Different producers may need to keep different types of records to demonstrate compliance because of their activities or scale. While certain records are essential for most operations—such as feed purchase records—certifiers may require other records for some producers and not others if they feel that additional information is required to determine compliance with the regulations. In general, larger operations are required to keep more records than smaller operations. Again, your certifier will determine your compliance with National Organic Program standards. Be prepared to work with your certifier and adjust your recordkeeping system to meet the recordkeeping standards.
The records you are required to keep may also depend on how you market your eggs, live organic birds, or meat. If you sell on a wholesale basis to a single buyer, a summary of sales or transportation of birds may be adequate. Total income will also need to be reported. Certifiers rely on this information to ensure that non-organic product is not being sold as organic.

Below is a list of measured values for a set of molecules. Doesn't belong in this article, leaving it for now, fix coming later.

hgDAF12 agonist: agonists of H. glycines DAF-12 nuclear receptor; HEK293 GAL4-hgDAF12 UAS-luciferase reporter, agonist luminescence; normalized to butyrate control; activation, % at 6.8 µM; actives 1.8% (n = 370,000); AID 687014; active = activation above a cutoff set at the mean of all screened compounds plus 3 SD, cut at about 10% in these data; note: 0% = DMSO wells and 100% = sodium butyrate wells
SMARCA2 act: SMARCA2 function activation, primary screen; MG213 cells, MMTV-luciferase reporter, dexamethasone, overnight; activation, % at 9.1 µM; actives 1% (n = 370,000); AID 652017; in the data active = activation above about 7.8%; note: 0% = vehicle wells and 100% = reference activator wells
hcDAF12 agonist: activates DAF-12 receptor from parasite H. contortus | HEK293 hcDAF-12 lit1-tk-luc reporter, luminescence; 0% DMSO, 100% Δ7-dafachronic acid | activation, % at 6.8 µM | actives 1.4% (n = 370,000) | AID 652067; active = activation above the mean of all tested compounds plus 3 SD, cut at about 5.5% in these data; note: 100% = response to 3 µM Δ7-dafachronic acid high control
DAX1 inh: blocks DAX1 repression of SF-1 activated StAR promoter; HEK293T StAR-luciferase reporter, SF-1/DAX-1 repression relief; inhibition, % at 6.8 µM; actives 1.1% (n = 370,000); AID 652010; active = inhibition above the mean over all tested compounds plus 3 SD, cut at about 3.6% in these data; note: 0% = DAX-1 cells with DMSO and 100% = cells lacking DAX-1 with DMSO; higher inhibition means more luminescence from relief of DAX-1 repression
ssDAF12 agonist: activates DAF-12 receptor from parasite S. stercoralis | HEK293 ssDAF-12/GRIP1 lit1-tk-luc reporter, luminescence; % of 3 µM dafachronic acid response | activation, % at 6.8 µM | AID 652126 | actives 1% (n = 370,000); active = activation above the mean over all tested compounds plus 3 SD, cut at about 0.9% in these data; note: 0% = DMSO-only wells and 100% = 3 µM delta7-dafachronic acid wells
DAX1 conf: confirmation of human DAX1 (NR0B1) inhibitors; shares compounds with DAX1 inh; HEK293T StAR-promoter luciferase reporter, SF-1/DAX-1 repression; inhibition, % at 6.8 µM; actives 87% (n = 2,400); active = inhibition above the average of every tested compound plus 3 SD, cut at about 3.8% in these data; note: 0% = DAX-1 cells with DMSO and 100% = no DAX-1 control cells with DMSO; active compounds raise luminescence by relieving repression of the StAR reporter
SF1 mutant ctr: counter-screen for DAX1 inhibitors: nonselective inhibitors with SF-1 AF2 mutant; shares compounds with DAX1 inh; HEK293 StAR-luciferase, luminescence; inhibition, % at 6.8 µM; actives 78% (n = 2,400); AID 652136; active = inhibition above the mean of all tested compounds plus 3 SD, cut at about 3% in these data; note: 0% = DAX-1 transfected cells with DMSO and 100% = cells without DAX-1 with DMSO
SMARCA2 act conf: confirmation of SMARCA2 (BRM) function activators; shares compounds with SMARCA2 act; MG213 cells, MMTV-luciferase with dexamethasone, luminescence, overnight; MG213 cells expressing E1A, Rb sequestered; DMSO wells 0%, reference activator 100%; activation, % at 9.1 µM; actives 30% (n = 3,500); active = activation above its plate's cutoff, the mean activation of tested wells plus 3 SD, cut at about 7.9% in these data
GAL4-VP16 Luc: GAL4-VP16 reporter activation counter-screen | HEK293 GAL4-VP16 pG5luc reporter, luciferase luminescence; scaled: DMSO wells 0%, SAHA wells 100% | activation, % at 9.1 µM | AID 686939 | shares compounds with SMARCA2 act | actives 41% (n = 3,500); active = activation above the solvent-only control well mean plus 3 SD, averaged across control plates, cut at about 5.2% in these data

Producers marketing directly to consumers or to a variety of accounts are also required to document total sales. Sales information must include both the quantity of product sold and income from sales. Certifiers rely on this information to ensure that non-organic product is not being sold as organic.
You are required to make your records available during normal business hours to your certifier, state organic program (California only), and authorized representatives of the USDA. You are also required to keep your records on file for no less than five years.
This is an eOrganic article and was reviewed for compliance with National Organic Program regulations by members of the eOrganic community. Always check with your organic certification agency before adopting new practices or using new materials. For more information, refer to eOrganic's articles on organic certification.